There is a new climate in the region in which some Arab leaders are realising that they need to strengthen the centres of moderation, where they exist, and resist radicalisation. There is a growing understanding in the Arab world that countries need their own capabilities and capacities to deal with internal threats and outside interference. That is why bring the Palestinian Authority back to Gaza will help strengthen moderate forces and will be in line with this new Arab trend.

Warren Hoge, IPI’s Senior Adviser for External Relations, ably moderated the conversation. You can see IPI’s summary of the event, pictures and video here.

Fighting terrorism in the Middle East includes the need to strengthen the forces of moderation in the region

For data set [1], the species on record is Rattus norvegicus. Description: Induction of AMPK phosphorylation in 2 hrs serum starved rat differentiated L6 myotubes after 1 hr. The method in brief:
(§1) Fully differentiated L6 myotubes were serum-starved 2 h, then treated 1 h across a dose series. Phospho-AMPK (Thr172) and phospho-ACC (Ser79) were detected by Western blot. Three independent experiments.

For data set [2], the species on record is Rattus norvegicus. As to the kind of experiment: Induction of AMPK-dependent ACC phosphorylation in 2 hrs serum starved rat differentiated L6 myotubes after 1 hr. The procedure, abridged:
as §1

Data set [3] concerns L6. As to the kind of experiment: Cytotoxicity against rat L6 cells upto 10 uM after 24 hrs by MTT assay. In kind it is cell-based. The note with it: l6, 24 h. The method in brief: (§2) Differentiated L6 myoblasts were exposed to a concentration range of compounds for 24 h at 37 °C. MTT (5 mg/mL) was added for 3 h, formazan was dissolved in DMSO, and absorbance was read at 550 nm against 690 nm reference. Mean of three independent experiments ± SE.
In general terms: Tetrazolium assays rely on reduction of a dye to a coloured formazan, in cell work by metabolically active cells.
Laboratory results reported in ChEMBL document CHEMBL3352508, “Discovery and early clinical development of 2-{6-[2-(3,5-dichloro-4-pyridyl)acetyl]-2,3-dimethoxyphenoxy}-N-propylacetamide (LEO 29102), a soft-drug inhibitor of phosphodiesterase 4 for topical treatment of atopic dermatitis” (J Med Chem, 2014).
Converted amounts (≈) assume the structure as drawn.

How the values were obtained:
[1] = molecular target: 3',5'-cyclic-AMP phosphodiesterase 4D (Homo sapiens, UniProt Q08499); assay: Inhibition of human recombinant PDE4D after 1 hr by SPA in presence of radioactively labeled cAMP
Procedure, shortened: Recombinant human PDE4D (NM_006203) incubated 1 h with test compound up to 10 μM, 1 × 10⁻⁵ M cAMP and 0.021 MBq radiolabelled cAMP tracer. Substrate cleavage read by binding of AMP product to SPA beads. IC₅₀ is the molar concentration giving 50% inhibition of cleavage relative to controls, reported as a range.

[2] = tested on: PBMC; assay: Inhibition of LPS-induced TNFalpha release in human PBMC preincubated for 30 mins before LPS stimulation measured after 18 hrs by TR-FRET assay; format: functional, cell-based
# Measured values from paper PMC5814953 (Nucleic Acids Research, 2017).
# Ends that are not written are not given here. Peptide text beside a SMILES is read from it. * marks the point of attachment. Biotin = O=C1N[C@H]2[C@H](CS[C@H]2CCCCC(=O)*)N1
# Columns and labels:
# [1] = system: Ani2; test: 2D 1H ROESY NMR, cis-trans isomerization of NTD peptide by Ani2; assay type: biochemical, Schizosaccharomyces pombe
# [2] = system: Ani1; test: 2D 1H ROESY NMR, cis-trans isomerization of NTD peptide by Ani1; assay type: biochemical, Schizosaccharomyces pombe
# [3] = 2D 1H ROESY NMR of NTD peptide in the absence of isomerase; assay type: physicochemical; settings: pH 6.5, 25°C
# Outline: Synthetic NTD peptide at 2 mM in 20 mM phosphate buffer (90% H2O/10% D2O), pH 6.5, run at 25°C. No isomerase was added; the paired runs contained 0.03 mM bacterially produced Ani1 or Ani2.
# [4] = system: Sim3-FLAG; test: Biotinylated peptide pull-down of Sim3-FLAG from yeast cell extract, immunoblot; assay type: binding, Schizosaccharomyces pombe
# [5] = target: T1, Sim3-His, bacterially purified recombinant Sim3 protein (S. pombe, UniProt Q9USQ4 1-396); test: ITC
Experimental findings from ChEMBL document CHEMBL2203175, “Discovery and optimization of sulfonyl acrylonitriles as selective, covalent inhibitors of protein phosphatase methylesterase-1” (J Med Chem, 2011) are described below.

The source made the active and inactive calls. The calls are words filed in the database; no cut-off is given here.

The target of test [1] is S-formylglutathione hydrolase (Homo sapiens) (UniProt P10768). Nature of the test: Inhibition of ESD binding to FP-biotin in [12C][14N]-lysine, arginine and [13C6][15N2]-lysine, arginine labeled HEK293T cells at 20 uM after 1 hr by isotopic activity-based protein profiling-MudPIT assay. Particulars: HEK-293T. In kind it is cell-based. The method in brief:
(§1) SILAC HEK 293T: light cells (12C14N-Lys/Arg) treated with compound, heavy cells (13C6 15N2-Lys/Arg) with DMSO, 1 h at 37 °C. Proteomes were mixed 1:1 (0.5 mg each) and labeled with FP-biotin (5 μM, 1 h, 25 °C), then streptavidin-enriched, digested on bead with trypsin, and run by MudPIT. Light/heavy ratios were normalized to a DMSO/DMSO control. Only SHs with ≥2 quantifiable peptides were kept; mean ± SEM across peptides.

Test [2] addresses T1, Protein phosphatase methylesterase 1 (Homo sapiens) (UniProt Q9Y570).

11/09/2017 Leave a comment

dp1_-_sc_at_icts_17th_world_summit_on_counterterrorism_-_11_sept_2017It was an honour to speak at the 17th World Summit on Counter-Terrorism that was organised by the Interdisciplinary Centre (IDC) in Herzliya. In my remarks I thanked Prof Reichman, President and Founder of the IDC and Prof Ganor, Founder and Executive Director of the IDC for organising the event.

It was quite symbolic that we met on September 11th. I opened by saying that

I was also humbled to speak before an audience in which there are many who sadly remember and have lived through many other terrorist attacks. Israel is a country that has lived with terror for decades. Decades in which most families have been hurt by violence and terror. Decades in which most families have remembered the losses, the sadness, the fear and the trauma that terror causes.